Virtual Environmental and Humanitarian Adviser Tool – (VEHA Tool) is a tool
to easily integrate environmental considerations in humanitarian response. Field Implementation guidances are useful for the design and execution of humanitarian activities in the field.

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VEHA - Field Implementation Guidance

Procurement (Mobilisation)
Responsive and proportional response
Locally adapted procurement process

Locally adapted procurement process


Environmental factors causing/contributing to the needs and affecting the humanitarian activity

The local procurement processes can be affected by the disaster and other environmental factors.

This will reduce their procurement capacity as well as their capacity to follow international and environmental standards.

Gender, age, disability and HIV/AIDS implications

Promote equality of opportunity and inclusion within supply chains.


Environmental impact categories

Air pollution
Soil pollution
Water pollution
Climate change
Loss of biodiversity and ecosystems
Natural Resource Depletion
Soil erosion

Summary of Impacts
Summary of potential environmental impacts

Environmentally unsustainable local procurement practices often include:

· Unsustainable resource extraction
· Damage to local flora, fauna, and ecosystems
· Inefficient, polluting manufacturing processes and inefficient equipment
· Over abstraction of water resources to meet production demand
· Air pollution from manufacturing processes
· Air pollution from inefficient distribution vehicles and routes.

Impact detail
Detailed potential environmental impact information

Local procurement processes often follow local environmental standards and requirements.

It is important to assess and understand the supplier’s “buying culture”. Meaning that it is important to understand how and from who the organisation buys/sells to, the control over sub-suppliers as well as sub-supplier capacities to accommodate green demands, and if green requirements are realistic and expressed clearly. Therefore, locally adapting the procurement process might diminish and reduce green demands and requirements if they do not present the capacity to follow them.


Summary of environmental activities

Adapt procurement process to the local situation while taking into account environmental standards and processes.

Support suppliers in sourcing materials sustainably.

Support suppliers in developing sustainable/low impact production methods – modern energy-efficient equipment, renewable electricity, water conservation, greywater re-use; reducing waste and packaging.

Support local recyling initiatives and waste re-use livelihoods.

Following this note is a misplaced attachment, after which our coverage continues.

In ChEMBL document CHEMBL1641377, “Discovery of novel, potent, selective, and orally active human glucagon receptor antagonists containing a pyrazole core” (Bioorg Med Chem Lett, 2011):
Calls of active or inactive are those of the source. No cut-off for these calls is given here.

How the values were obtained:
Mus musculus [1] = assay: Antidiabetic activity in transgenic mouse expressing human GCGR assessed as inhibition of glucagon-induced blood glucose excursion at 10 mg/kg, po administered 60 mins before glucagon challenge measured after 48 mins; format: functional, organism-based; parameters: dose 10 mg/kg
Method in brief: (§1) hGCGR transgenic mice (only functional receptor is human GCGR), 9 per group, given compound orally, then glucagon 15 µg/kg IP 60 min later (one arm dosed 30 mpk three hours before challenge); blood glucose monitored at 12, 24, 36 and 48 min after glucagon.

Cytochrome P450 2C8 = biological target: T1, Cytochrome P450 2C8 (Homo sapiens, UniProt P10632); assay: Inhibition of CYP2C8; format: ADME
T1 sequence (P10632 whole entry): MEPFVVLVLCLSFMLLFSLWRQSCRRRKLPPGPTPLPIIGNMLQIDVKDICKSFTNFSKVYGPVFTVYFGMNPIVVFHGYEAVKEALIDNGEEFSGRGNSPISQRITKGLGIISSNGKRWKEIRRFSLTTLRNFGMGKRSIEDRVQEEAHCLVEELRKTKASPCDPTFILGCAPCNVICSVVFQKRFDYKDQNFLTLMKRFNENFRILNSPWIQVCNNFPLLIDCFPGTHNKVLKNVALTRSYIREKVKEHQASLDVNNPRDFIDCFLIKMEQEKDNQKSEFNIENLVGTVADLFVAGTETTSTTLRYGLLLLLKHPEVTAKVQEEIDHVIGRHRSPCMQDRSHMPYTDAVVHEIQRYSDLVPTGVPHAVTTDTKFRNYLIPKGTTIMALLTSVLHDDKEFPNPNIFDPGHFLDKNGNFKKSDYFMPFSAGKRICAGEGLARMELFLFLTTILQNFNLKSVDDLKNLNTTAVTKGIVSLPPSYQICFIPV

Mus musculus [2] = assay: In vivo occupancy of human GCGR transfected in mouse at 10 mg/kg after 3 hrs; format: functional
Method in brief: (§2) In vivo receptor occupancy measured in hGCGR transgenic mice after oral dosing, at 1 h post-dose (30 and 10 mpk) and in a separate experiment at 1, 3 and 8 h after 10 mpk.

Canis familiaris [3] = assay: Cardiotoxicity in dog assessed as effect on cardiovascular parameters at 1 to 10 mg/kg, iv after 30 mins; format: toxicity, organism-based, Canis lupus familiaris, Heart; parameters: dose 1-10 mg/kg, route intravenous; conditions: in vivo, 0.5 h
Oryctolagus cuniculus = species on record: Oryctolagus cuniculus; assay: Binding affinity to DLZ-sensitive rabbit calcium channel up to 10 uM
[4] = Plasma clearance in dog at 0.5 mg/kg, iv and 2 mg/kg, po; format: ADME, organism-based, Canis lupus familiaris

Detailed guidance for implementing suggested environmental activities

Design procurement procedures and the documentation required for the different methods of supplier selection. Ensure these are appropriate to the market, local customs, and good practices regarding employee welfare and environmental impacts.

Consider adapting the process and the documentation required to encourage and support applications from local women-led businesses. This will help increase supplier participation and collaboration.

Flexible procurement strategies: Incorporate mechanisms to allow flexible procurement strategies in situations of emergency, and define the rules and conditions for the application of these mechanisms (for example, waivers/derogation and simplified procedures).

Local sourcing should be prioritised where environmental impact is assessed and mitigated. Promote community acceptance of sustainably sourced, low polluting, re-usable items.

Lessons Learnt
Lessons from past experiences

Experience with working with young people in Nigeria, Pakistan, Haiti, and Honduras shows that supporting groups of young people to develop their own livelihoods encourages local ownership, local leadership, and local sustainable market development.

The key is engaging development actors during the humanitarian response, to support young people who want to build livelihoods in their communities that will help communities become more resilient to future similar crises.

See Integrated resource recovery centres here:

Activity Measurement
Environmental indicators/monitoring examples

Percentage of supplier selection processes where environmental sustainability of locally procured items is assessed

Activity Status
Very high
Main Focus
Focus of suggested activities

Prevention of environmental damage

Mitigation of environmental damage

Resource implications (physical assets, time, effort)

Time to assess the environmental sustainability of local providers.

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